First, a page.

May 29, 2013
"…waiting to catch him in something he might say." - Luke 11:54
Bradley Manning has spent 1043 days in jail, at this writing. Google to get the new count. Of the 166 people left at Guantanamo, 130, at this writing, are now on hunger strike. Look their story up. 11 million immigrants are in this country, most having been here for decades. Their status is not clarified in the proposed immigration bill. If you look this story up, you will go gaga after Googling.
Jesus had each of these experiences. He was jailed, silenced, crucified, ignored, undocumented. I know you don't know any of the people I mentioned for you to Google. And I know that I don't know most of these people. And because I don't know them, I don't know Jesus either.
How long is the bridge between an American and his or her country's behavior? Is it as short as an IRS contribution? Or as short as Google? Can you care on Google? Can caring come when we say to each other "Google it." Or is there just too much information about too much suffering, such that we can only choose to care today for one of the hunger strikers, one of the immigrants, one of Manning's days? Does that kind of caring matter? Do you feel that I am trying to catch you in something you might say, like the authorities did to Jesus? Maybe caring is too much like raking leaves on a windy day.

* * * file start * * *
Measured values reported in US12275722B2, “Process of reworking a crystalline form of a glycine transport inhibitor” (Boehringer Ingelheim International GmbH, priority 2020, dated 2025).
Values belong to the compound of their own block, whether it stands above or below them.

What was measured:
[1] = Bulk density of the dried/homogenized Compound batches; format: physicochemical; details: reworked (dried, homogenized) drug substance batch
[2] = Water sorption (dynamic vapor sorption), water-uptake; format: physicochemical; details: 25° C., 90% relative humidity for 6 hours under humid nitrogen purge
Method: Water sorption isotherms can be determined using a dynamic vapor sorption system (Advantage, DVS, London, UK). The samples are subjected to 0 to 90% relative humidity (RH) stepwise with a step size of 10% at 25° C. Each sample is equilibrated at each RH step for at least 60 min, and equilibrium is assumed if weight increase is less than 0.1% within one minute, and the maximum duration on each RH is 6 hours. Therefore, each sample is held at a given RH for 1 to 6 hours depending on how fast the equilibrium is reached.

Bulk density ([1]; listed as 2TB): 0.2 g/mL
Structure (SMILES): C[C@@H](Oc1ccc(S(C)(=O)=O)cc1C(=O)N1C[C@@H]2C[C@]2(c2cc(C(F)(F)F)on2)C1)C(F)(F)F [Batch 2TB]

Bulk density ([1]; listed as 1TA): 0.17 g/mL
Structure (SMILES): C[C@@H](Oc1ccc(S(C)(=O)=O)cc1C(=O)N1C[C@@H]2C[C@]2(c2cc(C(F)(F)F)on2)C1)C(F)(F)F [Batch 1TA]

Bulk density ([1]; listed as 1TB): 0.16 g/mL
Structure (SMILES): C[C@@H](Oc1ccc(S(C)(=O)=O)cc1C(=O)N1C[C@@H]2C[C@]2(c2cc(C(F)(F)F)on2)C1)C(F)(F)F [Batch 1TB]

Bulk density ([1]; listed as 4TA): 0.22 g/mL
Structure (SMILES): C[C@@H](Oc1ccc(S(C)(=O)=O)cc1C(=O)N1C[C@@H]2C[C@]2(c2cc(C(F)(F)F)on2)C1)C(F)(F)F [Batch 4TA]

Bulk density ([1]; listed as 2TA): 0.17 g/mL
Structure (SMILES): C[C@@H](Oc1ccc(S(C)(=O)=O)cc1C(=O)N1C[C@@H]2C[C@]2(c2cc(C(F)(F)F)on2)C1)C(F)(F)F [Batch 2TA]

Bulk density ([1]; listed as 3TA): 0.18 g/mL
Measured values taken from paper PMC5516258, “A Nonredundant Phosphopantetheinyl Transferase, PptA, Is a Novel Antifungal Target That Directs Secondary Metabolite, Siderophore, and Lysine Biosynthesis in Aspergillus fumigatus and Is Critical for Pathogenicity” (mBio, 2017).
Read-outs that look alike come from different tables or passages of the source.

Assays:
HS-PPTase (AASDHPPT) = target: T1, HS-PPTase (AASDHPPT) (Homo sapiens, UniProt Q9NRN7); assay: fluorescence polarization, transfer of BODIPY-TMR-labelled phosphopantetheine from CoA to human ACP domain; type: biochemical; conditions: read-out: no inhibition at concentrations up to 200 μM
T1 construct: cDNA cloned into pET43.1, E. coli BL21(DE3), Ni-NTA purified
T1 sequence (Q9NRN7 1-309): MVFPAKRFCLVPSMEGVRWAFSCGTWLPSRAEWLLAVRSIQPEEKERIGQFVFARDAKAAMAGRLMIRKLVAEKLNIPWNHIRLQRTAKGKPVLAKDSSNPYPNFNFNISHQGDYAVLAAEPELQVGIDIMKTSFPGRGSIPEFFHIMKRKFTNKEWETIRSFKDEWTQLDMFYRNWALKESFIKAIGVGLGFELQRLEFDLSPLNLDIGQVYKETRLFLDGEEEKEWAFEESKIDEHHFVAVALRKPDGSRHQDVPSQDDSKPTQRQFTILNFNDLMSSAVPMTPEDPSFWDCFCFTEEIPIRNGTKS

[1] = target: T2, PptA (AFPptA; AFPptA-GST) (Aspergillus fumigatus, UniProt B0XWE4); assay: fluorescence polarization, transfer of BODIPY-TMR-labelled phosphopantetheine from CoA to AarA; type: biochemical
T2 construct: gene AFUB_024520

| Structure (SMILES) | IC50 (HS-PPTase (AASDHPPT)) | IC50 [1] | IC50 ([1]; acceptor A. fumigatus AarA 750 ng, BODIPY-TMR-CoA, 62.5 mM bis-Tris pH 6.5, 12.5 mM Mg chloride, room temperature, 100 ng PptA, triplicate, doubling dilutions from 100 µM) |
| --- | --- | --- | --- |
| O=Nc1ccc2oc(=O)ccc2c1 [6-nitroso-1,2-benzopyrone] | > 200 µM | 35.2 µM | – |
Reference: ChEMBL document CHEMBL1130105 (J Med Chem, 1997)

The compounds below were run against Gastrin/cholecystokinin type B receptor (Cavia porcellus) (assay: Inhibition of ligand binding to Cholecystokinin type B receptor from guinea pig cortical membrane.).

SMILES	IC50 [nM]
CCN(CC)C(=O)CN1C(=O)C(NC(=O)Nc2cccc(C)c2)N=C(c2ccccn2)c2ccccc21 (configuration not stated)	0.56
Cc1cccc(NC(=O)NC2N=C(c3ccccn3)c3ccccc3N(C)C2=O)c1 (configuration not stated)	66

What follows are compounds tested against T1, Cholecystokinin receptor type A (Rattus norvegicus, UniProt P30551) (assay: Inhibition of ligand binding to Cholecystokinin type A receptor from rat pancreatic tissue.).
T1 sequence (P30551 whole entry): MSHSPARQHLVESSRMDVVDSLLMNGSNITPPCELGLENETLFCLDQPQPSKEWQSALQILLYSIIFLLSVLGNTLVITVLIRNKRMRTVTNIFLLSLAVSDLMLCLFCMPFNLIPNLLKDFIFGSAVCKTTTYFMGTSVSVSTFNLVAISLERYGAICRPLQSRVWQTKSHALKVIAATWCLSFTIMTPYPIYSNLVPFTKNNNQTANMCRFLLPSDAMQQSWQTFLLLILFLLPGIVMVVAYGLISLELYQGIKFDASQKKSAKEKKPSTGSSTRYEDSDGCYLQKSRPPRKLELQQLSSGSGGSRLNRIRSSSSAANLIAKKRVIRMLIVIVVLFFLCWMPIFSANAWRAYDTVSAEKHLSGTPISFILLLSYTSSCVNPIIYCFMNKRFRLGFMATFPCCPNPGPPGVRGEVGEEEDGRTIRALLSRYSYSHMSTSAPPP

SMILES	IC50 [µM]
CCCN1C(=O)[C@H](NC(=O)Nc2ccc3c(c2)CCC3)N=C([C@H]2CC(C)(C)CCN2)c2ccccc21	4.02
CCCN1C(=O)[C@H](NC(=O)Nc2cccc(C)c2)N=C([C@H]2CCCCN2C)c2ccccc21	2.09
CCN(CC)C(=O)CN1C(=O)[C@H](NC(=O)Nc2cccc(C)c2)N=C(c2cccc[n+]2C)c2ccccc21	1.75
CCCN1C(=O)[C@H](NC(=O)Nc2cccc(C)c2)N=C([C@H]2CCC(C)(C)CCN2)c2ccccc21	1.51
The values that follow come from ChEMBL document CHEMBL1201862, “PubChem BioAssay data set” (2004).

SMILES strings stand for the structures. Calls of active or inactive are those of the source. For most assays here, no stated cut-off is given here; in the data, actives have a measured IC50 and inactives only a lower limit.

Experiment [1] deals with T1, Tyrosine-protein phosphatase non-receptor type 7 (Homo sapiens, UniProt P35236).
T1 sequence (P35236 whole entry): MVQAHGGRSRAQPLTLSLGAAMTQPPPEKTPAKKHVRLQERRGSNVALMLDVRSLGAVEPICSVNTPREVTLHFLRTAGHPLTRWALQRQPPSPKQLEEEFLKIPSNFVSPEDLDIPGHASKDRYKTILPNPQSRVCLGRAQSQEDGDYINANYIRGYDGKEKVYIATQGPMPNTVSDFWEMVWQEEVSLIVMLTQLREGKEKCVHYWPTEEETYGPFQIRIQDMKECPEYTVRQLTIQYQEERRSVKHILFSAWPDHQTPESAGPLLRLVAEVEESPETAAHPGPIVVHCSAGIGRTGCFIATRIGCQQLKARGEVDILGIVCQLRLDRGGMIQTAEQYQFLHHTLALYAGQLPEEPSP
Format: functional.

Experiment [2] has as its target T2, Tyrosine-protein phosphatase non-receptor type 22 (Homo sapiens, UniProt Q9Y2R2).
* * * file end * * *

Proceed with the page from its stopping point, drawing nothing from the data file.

If so, let me propose identification with you. The way people tried to shame Jesus is the way we try to shame each other because of how long the bridge is. There is no need for shame. Jesus wouldn't do that and didn't do that. Instead he experienced silencing, jailing, crucifixion, being ignored, being without papers. We can experience the same ourselves and note how rotten it feels. Then we can go out and notice the people who are using our authority unjustly. NOTICING shortens the bridge.
When the forces for good seem weak and overwhelmed, or all blowing away, awaken one in us. Just one. But wake it up. Amen.
About the Author
Donna Schaper is Senior Minister at Judson Memorial Church in New York City. Check out her blog, Grace at Table
, at donnaschaper.com
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